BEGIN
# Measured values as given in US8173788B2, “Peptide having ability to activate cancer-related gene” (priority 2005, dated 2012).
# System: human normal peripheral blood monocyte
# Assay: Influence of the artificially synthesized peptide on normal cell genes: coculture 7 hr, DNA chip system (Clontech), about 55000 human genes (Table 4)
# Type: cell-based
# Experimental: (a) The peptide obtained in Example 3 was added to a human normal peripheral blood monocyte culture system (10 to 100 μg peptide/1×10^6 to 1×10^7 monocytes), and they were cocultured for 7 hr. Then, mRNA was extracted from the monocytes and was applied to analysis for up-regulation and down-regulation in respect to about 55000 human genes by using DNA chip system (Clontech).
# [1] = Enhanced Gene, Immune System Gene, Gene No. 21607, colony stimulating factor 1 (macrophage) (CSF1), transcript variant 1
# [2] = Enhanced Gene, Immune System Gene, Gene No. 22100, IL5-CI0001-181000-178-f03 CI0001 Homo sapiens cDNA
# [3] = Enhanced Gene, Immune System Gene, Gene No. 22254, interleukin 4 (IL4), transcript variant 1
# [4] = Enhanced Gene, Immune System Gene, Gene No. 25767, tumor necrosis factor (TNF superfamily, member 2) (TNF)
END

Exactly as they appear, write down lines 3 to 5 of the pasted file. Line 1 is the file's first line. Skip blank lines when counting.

# Assay: Influence of the artificially synthesized peptide on normal cell genes: coculture 7 hr, DNA chip system (Clontech), about 55000 human genes (Table 4)
# Type: cell-based
# Experimental: (a) The peptide obtained in Example 3 was added to a human normal peripheral blood monocyte culture system (10 to 100 μg peptide/1×10^6 to 1×10^7 monocytes), and they were cocultured for 7 hr. Then, mRNA was extracted from the monocytes and was applied to analysis for up-regulation and down-regulation in respect to about 55000 human genes by using DNA chip system (Clontech).